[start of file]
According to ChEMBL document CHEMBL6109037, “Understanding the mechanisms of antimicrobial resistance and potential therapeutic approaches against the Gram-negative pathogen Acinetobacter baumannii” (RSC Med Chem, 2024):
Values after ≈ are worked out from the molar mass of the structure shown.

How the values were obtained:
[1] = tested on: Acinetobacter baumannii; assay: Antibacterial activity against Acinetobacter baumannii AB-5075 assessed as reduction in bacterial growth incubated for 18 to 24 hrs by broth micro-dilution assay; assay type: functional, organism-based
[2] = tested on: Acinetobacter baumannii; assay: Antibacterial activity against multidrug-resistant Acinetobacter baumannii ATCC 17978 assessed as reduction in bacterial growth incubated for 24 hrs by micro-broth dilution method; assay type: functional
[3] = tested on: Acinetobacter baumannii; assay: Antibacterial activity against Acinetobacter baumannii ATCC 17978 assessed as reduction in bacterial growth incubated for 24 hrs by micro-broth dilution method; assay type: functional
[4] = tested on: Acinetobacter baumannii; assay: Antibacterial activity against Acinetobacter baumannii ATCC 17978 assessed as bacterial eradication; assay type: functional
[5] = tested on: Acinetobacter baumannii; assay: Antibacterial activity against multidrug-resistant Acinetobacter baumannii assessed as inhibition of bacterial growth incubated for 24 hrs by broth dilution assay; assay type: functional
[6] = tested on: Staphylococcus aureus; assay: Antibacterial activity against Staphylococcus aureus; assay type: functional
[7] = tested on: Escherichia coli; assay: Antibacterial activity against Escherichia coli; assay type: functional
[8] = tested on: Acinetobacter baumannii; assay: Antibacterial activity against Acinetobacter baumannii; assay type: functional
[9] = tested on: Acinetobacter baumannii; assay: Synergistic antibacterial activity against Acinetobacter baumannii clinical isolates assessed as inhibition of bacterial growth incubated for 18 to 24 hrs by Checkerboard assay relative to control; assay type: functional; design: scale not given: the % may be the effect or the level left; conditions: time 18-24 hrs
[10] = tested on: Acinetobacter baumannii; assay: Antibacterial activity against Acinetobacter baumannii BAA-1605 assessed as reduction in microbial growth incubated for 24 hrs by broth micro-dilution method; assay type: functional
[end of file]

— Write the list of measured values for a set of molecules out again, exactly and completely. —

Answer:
According to ChEMBL document CHEMBL6109037, “Understanding the mechanisms of antimicrobial resistance and potential therapeutic approaches against the Gram-negative pathogen Acinetobacter baumannii” (RSC Med Chem, 2024):
Values after ≈ are worked out from the molar mass of the structure shown.

How the values were obtained:
[1] = tested on: Acinetobacter baumannii; assay: Antibacterial activity against Acinetobacter baumannii AB-5075 assessed as reduction in bacterial growth incubated for 18 to 24 hrs by broth micro-dilution assay; assay type: functional, organism-based
[2] = tested on: Acinetobacter baumannii; assay: Antibacterial activity against multidrug-resistant Acinetobacter baumannii ATCC 17978 assessed as reduction in bacterial growth incubated for 24 hrs by micro-broth dilution method; assay type: functional
[3] = tested on: Acinetobacter baumannii; assay: Antibacterial activity against Acinetobacter baumannii ATCC 17978 assessed as reduction in bacterial growth incubated for 24 hrs by micro-broth dilution method; assay type: functional
[4] = tested on: Acinetobacter baumannii; assay: Antibacterial activity against Acinetobacter baumannii ATCC 17978 assessed as bacterial eradication; assay type: functional
[5] = tested on: Acinetobacter baumannii; assay: Antibacterial activity against multidrug-resistant Acinetobacter baumannii assessed as inhibition of bacterial growth incubated for 24 hrs by broth dilution assay; assay type: functional
[6] = tested on: Staphylococcus aureus; assay: Antibacterial activity against Staphylococcus aureus; assay type: functional
[7] = tested on: Escherichia coli; assay: Antibacterial activity against Escherichia coli; assay type: functional
[8] = tested on: Acinetobacter baumannii; assay: Antibacterial activity against Acinetobacter baumannii; assay type: functional
[9] = tested on: Acinetobacter baumannii; assay: Synergistic antibacterial activity against Acinetobacter baumannii clinical isolates assessed as inhibition of bacterial growth incubated for 18 to 24 hrs by Checkerboard assay relative to control; assay type: functional; design: scale not given: the % may be the effect or the level left; conditions: time 18-24 hrs
[10] = tested on: Acinetobacter baumannii; assay: Antibacterial activity against Acinetobacter baumannii BAA-1605 assessed as reduction in microbial growth incubated for 24 hrs by broth micro-dilution method; assay type: functional